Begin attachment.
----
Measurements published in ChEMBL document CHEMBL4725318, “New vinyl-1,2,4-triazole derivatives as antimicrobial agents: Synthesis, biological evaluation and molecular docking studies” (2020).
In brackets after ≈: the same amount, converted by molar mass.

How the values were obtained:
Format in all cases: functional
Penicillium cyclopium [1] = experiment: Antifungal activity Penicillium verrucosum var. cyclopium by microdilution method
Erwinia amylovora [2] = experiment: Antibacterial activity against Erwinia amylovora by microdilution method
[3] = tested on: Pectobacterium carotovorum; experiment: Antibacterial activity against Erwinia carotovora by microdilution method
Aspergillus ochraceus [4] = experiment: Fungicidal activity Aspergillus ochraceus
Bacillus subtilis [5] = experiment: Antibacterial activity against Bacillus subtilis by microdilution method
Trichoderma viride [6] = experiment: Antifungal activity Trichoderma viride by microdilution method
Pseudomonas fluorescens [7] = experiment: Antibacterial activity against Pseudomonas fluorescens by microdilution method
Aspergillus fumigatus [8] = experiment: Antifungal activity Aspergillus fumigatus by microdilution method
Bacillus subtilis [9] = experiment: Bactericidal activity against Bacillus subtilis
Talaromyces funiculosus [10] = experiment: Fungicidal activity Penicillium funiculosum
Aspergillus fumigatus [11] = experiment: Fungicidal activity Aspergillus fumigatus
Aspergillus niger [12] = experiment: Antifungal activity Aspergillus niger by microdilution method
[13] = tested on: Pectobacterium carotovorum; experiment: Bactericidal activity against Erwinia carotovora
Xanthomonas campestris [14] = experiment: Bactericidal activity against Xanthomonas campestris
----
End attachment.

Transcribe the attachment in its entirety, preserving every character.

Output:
Measurements published in ChEMBL document CHEMBL4725318, “New vinyl-1,2,4-triazole derivatives as antimicrobial agents: Synthesis, biological evaluation and molecular docking studies” (2020).
In brackets after ≈: the same amount, converted by molar mass.

How the values were obtained:
Format in all cases: functional
Penicillium cyclopium [1] = experiment: Antifungal activity Penicillium verrucosum var. cyclopium by microdilution method
Erwinia amylovora [2] = experiment: Antibacterial activity against Erwinia amylovora by microdilution method
[3] = tested on: Pectobacterium carotovorum; experiment: Antibacterial activity against Erwinia carotovora by microdilution method
Aspergillus ochraceus [4] = experiment: Fungicidal activity Aspergillus ochraceus
Bacillus subtilis [5] = experiment: Antibacterial activity against Bacillus subtilis by microdilution method
Trichoderma viride [6] = experiment: Antifungal activity Trichoderma viride by microdilution method
Pseudomonas fluorescens [7] = experiment: Antibacterial activity against Pseudomonas fluorescens by microdilution method
Aspergillus fumigatus [8] = experiment: Antifungal activity Aspergillus fumigatus by microdilution method
Bacillus subtilis [9] = experiment: Bactericidal activity against Bacillus subtilis
Talaromyces funiculosus [10] = experiment: Fungicidal activity Penicillium funiculosum
Aspergillus fumigatus [11] = experiment: Fungicidal activity Aspergillus fumigatus
Aspergillus niger [12] = experiment: Antifungal activity Aspergillus niger by microdilution method
[13] = tested on: Pectobacterium carotovorum; experiment: Bactericidal activity against Erwinia carotovora
Xanthomonas campestris [14] = experiment: Bactericidal activity against Xanthomonas campestris